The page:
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KAIST develops contact tracing system without privacy breach
  • By Song Soo-youn
  • Published 2020.06.10 15:48
  • Updated 2020.06.10 16:00
  • comments 0

The Korea Advanced Institute of Science and Technology (KAIST) said it has developed an upgraded system to trace Covid-19 patients' movements without any risk of breaching individual privacy.

The national research university worked on the upgraded Prevention System for Pandemic Disease Infection (PreSPI) based on a smartphone’s black box that can help individuals get the Covid-19 test, trace their contacts, and treat the disease.

As the PreSPI used a black box of a smartphone to regularly collect and record signals coming from the global positioning system (GPS), wireless local area network (LAN), Bluetooth, barometer, and inertial sensors. It can minimize the risk of privacy infringement, KAIST said. The previous system, used for the disclosure of Covid-19 patients’ movement routes, came under fire because it extensively accessed to personal information such as credit card usage.

Professor Han Dong-soo of the Computer Science Department of KAIST and his research team developed the latest PreSPI. The system collects signals from the GPS, Wi-Fi, Bluetooth, and inertial sensors and automatically discards the information after two weeks.

Data stored in an individual smartphone’s black box cannot be disclosed. As the system reveals the movements of a Covid-19 patient through signals, not texts, it can protect privacy.

The PreSPI comes in three versions -- “Self-Examination System for Virus Exposure” for ordinary people and “Epidemiologic Investigation System” and “Isolated Person Management System” for the health authorities.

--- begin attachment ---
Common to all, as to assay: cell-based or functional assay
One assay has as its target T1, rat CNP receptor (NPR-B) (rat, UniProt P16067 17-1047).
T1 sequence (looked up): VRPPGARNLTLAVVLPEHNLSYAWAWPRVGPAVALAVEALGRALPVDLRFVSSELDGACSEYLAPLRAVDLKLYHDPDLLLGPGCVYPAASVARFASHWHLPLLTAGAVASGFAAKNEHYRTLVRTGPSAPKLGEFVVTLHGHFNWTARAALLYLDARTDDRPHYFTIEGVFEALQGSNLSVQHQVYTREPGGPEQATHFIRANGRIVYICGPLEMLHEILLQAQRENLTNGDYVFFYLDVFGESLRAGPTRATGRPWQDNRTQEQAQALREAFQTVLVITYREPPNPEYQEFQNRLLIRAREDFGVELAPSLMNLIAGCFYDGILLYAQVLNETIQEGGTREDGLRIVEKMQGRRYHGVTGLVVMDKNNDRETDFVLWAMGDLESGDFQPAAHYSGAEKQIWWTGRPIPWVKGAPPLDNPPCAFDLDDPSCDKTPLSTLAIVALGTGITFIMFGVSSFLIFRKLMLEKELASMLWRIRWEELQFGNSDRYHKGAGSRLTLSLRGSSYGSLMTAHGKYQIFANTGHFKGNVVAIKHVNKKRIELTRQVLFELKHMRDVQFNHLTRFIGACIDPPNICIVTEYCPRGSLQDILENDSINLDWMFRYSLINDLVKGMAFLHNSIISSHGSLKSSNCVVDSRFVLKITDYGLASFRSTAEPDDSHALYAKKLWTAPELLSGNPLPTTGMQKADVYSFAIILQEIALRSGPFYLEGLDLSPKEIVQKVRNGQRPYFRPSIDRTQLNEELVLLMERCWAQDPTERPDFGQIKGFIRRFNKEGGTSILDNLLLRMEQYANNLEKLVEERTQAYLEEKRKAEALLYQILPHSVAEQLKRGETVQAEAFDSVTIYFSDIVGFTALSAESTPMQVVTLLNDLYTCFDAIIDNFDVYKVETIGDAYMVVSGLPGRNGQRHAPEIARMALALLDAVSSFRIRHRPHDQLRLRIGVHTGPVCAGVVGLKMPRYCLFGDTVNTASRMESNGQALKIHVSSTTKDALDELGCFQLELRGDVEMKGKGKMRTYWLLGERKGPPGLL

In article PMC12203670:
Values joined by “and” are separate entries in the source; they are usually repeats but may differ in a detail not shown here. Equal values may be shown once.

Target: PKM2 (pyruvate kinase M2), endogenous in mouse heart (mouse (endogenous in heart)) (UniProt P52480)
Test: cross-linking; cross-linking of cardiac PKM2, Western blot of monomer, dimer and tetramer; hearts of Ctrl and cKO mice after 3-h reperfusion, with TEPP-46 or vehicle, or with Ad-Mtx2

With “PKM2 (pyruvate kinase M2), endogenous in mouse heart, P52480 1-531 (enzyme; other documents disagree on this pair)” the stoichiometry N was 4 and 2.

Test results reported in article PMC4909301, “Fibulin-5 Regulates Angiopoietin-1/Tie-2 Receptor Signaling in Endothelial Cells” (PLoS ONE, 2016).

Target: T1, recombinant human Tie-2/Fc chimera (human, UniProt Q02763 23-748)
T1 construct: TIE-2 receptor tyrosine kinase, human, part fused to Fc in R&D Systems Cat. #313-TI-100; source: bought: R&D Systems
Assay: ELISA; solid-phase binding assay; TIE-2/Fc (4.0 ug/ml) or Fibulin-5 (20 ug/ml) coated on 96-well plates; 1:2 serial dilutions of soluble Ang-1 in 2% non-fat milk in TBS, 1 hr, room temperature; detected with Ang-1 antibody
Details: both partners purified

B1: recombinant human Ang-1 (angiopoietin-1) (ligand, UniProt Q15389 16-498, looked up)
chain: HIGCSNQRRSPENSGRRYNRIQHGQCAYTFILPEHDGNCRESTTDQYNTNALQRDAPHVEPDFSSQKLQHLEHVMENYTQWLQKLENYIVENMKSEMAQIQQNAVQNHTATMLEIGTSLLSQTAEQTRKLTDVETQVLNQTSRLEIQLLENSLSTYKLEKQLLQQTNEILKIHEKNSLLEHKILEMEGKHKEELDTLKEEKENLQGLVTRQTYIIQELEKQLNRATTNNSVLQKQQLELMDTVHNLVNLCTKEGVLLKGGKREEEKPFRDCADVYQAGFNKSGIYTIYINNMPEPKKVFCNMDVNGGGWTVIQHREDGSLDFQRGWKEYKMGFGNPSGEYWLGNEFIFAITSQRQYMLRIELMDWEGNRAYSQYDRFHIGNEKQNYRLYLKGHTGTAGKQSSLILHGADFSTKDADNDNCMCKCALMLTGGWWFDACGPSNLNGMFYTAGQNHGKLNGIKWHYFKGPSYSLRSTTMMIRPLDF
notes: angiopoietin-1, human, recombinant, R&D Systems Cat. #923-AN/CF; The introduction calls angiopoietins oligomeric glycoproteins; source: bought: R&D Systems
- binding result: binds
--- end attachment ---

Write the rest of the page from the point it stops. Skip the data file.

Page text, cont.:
The Self-Examination System for Virus Exposure helps the user check the possibility of virus exposure by comparing whether or not the movements of Covid-19 patients overlap with the movements recorded in the smartphone’s black box.

The Epidemiologic Investigation System shows signals recorded on a Covid-19 patient’s smartphone on a map, which can help an epidemiological investigator identify the movements. This system uses the KAIST Locating System (KAILOS), an indoor/outdoor integrated location tracker developed by Han for over a decade, to identify the movements of a confirmed patient even inside a building.

The Isolated Person Management System analyzes signals collected by a smartphone’s black box in real-time to check whether the patient is out of the isolated zone. It uses both GPS and wireless LAN signals to check whether the patient is out of a room, as well as out of a building.

“More than 30 kinds of smartphones are being used for contact tracing. As different smartphones use different sensors, we’re testing the new system in various smartphones,” Han said. “As soon as we complete this work, we will launch the system.”

KAIST President Shin Sung-chul said that the PreSPI could drastically save the energy and time of workers in the disease control area, including doctors and nurses who are under great pressure because of the resurge of Covid-19.

soo331@docdocdoc.co.kr

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